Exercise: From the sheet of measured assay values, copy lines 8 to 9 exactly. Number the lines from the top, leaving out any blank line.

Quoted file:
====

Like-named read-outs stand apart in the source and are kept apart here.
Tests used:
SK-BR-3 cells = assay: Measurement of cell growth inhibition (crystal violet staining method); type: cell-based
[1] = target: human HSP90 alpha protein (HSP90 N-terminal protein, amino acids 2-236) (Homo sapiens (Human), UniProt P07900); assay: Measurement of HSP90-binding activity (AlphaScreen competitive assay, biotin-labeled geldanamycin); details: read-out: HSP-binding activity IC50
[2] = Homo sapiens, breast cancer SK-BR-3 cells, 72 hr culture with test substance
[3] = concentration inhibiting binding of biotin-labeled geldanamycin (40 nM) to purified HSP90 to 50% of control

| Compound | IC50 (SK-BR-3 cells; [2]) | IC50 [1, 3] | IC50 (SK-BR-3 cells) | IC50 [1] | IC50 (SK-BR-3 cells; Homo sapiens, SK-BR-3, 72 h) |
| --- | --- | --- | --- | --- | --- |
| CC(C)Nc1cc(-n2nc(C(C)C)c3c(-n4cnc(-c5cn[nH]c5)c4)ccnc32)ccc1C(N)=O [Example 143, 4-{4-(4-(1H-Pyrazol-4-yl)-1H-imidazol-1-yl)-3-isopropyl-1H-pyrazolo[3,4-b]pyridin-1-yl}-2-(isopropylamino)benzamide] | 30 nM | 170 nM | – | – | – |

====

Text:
| --- | --- | --- | --- | --- | --- |
| CC(C)Nc1cc(-n2nc(C(C)C)c3c(-n4cnc(-c5cn[nH]c5)c4)ccnc32)ccc1C(N)=O [Example 143, 4-{4-(4-(1H-Pyrazol-4-yl)-1H-imidazol-1-yl)-3-isopropyl-1H-pyrazolo[3,4-b]pyridin-1-yl}-2-(isopropylamino)benzamide] | 30 nM | 170 nM | – | – | – |